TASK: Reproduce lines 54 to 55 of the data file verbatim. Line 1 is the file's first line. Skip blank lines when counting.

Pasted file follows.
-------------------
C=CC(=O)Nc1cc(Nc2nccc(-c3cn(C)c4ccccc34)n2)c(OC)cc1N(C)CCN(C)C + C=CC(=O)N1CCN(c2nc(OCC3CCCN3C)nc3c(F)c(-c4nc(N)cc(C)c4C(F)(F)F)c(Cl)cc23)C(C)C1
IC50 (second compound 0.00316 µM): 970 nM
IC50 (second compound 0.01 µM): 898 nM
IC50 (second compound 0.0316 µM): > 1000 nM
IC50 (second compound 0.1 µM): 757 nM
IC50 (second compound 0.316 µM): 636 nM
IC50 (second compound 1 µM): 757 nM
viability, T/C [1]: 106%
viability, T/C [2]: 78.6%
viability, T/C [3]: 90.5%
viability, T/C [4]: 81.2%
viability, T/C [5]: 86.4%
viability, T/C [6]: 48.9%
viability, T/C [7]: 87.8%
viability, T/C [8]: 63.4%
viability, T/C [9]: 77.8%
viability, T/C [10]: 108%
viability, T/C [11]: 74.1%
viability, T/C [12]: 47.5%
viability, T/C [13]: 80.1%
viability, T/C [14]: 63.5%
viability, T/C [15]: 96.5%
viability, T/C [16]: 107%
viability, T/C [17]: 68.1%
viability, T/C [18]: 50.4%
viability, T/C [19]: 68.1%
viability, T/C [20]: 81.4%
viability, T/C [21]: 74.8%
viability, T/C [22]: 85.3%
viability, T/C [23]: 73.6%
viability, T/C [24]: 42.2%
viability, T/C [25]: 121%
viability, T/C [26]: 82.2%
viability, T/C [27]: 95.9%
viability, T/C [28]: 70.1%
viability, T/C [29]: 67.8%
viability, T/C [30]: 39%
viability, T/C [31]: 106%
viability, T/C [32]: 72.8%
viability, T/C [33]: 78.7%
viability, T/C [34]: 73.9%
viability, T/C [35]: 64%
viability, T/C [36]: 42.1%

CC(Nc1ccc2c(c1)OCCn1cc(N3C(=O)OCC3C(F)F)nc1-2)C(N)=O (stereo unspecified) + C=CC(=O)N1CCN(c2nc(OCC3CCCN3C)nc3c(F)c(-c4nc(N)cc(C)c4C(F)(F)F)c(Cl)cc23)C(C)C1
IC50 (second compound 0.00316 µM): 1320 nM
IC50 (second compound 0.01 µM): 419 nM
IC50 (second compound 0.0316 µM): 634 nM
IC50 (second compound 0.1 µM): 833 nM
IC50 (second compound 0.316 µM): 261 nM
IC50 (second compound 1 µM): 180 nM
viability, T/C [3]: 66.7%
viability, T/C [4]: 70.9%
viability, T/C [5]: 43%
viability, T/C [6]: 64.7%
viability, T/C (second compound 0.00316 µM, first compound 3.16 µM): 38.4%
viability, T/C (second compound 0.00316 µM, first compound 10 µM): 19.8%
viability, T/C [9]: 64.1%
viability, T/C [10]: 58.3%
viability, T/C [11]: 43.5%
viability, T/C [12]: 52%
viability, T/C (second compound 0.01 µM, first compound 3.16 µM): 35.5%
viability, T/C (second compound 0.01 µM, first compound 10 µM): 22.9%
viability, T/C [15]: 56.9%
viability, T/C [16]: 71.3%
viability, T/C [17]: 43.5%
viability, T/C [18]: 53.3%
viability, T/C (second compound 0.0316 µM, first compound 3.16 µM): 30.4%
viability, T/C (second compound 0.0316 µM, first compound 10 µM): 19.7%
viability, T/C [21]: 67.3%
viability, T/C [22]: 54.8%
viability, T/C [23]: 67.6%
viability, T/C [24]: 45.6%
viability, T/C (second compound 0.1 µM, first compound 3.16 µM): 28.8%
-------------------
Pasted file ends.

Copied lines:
viability, T/C [6]: 64.7%
viability, T/C (second compound 0.00316 µM, first compound 3.16 µM): 38.4%